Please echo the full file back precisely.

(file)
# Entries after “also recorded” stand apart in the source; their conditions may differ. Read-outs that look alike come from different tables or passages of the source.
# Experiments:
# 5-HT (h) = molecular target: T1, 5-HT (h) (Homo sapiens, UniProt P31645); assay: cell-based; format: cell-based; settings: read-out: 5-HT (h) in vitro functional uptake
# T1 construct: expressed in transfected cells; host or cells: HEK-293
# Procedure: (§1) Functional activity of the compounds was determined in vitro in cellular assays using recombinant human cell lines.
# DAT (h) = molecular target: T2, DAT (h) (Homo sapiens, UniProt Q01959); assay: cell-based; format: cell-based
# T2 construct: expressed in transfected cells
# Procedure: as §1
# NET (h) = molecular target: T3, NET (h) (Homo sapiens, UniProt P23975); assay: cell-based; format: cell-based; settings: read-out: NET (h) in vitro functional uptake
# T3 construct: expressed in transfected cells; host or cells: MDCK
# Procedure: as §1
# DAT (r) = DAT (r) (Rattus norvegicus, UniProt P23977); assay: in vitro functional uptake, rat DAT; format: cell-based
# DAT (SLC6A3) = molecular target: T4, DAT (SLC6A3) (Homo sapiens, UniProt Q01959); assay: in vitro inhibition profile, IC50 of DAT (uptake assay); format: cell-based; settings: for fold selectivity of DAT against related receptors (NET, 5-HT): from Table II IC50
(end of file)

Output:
# Entries after “also recorded” stand apart in the source; their conditions may differ. Read-outs that look alike come from different tables or passages of the source.
# Experiments:
# 5-HT (h) = molecular target: T1, 5-HT (h) (Homo sapiens, UniProt P31645); assay: cell-based; format: cell-based; settings: read-out: 5-HT (h) in vitro functional uptake
# T1 construct: expressed in transfected cells; host or cells: HEK-293
# Procedure: (§1) Functional activity of the compounds was determined in vitro in cellular assays using recombinant human cell lines.
# DAT (h) = molecular target: T2, DAT (h) (Homo sapiens, UniProt Q01959); assay: cell-based; format: cell-based
# T2 construct: expressed in transfected cells
# Procedure: as §1
# NET (h) = molecular target: T3, NET (h) (Homo sapiens, UniProt P23975); assay: cell-based; format: cell-based; settings: read-out: NET (h) in vitro functional uptake
# T3 construct: expressed in transfected cells; host or cells: MDCK
# Procedure: as §1
# DAT (r) = DAT (r) (Rattus norvegicus, UniProt P23977); assay: in vitro functional uptake, rat DAT; format: cell-based
# DAT (SLC6A3) = molecular target: T4, DAT (SLC6A3) (Homo sapiens, UniProt Q01959); assay: in vitro inhibition profile, IC50 of DAT (uptake assay); format: cell-based; settings: for fold selectivity of DAT against related receptors (NET, 5-HT): from Table II IC50